ASH 2020: Targeted therapies in r/r multiple myeloma

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Published: 8 Dec 2020
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Prof Marivi Mateos, Prof Meletios Dimopoulos, Prof Meral Beksaç, Dr Shaji Kumar

Prof Marivi Mateos (University of Salamanca, Spain) chairs an expert discussion with Prof Meletios Dimopoulos (University of Athens, Greec)Dr Shaji Kumar (Mayo Clinic, Rochester, USA) and Prof Meral Beksaç (Ankara University, Turkey) on the latest in targeted therapy for multiple myeloma from ASH 2020.

They discuss all the updates from this year’s ASH conference regarding targeted therapies for R/R multiple myeloma including the FORTE, APOLLO, IKEMA, ICARIA-MM and MAIA studies.

They also touch on the latest in newly diagnosed multiple myeloma and discuss the use of immunotherapy and CAR-T cells.

ecancer's filming has been kindly supported by Sanofi through the ecancer Global Foundation. ecancer is editorially independent and there is no influence over content.


MM: Good morning, good afternoon, good evening, depending on where you are. Welcome to this ecancer round table discussion on multiple myeloma after ASH 2020 in which we will have the opportunity to discuss about multiple targeted therapies with all the information we have just come in from the end of the ASH 2020. My name is Marivi Mateos from Salamanca in Spain and I would like to welcome to the experts that will be joining with me today in this meeting – Professor Beksaç from Ankara University in Turkey, Professor Kumar from Mayo Clinic in Rochester, Minnesota, US and Professor Dimopoulos from Athens University. Welcome to all of you and let’s evaluate the relapsed and refractory situation which is becoming a bit challenging in clinical practice. I think in the near future most patients at first relapse will be exposed to proteasome inhibitor, to IMiDs, and I would say that almost all of them will be in principle lenalidomide refractory and in the future, not in the near future, will be also refractory maybe to the anti-CD38 monoclonal antibody.  But if we focus on relapsed and refractory myeloma patients in the first relapse, anti-CD38 monoclonal antibody naïve, Dr Dimopoulos, what is the best option or how do you plan to make the right choice, especially after the presentation you did at ASH coming from the APOLLO study with daratumumab, pomalidomide and dexamethasone? But we have also updates coming from KD plus daratumumab, KD plus isatuximab.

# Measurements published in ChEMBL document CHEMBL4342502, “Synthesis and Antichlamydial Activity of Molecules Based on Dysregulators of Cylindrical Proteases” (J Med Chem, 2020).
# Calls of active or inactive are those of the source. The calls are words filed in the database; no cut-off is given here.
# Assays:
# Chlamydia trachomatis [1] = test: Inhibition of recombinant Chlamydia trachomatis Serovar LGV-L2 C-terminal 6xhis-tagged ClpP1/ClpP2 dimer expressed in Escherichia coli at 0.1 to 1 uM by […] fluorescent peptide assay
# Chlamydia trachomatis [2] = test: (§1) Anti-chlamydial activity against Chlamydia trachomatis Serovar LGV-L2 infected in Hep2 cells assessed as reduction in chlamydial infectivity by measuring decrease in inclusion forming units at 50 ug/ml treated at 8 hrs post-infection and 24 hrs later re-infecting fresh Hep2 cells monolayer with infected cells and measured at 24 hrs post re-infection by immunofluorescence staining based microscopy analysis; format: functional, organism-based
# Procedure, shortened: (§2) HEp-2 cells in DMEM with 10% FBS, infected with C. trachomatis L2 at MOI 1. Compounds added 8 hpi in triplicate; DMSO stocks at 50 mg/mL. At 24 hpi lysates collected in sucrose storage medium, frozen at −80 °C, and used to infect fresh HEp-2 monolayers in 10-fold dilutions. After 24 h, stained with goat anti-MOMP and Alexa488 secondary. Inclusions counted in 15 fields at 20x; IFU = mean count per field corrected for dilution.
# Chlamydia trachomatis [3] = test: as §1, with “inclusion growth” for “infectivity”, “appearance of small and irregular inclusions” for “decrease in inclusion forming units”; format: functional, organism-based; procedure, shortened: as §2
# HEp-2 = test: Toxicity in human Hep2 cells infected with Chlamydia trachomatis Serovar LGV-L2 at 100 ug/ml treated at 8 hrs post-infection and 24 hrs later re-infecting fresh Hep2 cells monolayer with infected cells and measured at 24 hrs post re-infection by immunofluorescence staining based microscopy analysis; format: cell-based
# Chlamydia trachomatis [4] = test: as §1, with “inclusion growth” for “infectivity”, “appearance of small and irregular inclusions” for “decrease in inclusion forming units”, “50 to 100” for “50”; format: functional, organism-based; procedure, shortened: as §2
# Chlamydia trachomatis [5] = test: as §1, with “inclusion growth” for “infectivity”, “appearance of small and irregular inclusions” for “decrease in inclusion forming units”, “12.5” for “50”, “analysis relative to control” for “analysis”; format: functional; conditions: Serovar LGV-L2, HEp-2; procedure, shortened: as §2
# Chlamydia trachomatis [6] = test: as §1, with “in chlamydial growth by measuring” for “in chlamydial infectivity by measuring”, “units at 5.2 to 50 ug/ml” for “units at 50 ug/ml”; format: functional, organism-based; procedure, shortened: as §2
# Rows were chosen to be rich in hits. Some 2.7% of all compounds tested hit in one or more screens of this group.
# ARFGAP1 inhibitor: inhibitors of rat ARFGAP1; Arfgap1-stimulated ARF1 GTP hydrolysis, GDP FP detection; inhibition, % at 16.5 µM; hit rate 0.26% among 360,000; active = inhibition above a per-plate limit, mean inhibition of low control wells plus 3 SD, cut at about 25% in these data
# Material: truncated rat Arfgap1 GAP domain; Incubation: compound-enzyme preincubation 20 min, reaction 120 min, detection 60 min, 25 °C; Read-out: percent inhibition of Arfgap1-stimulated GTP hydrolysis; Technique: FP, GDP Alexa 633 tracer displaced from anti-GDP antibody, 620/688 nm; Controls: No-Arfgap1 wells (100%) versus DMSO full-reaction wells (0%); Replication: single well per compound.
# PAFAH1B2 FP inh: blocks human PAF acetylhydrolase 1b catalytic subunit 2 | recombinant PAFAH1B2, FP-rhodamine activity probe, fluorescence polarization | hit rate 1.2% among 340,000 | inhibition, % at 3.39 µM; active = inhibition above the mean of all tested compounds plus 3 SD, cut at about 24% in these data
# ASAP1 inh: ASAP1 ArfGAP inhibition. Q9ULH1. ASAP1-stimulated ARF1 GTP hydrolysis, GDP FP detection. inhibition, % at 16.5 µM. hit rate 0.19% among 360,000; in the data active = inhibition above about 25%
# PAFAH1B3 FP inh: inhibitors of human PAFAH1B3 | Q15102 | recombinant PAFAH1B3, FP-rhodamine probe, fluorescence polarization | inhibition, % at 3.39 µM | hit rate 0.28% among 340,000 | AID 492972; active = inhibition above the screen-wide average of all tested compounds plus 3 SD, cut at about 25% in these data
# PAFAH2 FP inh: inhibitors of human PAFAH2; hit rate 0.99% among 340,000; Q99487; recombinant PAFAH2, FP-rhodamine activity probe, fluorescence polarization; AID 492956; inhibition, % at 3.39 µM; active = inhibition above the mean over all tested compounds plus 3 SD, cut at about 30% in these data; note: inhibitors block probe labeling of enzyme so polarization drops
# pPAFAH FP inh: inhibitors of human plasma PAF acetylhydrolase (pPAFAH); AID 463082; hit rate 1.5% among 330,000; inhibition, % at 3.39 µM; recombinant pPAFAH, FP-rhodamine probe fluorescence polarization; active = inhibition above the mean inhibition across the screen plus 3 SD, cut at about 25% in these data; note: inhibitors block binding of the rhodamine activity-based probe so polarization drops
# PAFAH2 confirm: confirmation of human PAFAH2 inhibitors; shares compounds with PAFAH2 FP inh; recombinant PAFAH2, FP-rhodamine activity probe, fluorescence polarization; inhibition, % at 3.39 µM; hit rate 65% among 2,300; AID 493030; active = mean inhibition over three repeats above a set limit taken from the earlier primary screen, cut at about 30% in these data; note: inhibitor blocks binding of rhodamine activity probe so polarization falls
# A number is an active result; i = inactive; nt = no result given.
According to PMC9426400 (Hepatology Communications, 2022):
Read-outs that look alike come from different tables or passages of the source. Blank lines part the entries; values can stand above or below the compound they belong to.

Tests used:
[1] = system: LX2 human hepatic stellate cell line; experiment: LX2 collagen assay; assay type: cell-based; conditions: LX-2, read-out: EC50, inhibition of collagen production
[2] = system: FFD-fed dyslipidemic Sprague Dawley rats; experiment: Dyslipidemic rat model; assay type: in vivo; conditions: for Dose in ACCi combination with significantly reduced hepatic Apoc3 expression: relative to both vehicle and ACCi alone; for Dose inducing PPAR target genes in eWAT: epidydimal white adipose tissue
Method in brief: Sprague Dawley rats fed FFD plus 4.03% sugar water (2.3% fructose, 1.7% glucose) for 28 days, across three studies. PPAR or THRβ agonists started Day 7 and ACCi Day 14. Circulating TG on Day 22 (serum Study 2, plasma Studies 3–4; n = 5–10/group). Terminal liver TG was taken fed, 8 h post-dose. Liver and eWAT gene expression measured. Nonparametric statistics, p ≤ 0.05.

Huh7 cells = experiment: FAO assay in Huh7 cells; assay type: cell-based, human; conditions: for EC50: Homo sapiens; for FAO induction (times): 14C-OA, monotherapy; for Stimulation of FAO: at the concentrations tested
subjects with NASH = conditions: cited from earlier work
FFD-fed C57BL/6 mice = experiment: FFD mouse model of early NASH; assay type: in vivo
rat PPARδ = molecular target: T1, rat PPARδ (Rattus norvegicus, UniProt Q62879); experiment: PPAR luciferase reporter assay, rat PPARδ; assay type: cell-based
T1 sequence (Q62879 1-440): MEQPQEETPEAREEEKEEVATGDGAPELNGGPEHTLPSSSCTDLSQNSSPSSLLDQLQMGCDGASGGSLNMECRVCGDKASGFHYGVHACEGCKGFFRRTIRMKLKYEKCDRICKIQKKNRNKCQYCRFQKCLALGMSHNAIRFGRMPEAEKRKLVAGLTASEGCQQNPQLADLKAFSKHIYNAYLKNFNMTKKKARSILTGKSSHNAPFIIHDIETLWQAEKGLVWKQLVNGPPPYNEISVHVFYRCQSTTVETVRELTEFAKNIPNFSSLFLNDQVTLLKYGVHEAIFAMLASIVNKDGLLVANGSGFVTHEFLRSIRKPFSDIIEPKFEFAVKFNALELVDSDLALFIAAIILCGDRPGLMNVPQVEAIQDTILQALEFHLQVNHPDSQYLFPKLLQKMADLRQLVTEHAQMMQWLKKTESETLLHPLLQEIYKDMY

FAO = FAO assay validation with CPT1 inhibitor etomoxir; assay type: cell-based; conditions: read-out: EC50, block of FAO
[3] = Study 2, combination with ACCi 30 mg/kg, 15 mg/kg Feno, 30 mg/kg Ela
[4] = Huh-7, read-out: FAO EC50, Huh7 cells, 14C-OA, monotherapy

MD: Yes, thank you. Although the APOLLO trial was designed for patients who have received two or three prior lines of therapy, there was 10% of the patients who received this combination as second line, as we mentioned, after exposure to VRD. At this point, especially taking your point that most of the patients will be progressing on some kind of lenalidomide maintenance, in my mind the most appealing combinations that we have are the combinations of carfilzomib, dexamethasone with one of the two anti-CD38 monoclonal antibodies. CANDOR has a longer follow-up and we see that for lenalidomide refractory patients we have a median PFS exceeding two years which is, in my mind, the best data that we have seen. We expect similar data to see in the IKEMA trial where isatuximab was used with carfilzomib and dexamethasone. So I believe if I have to choose, I think one of those combinations could be preferable for treatment of these patients. Of course it is important that in the APOLLO trial for the first time the combination of subcutaneous daratumumab with pomalidomide and dexamethasone was used as second line treatment. I think this is also a useful regimen for patients who have been exposed to frontline treatment such as VRD.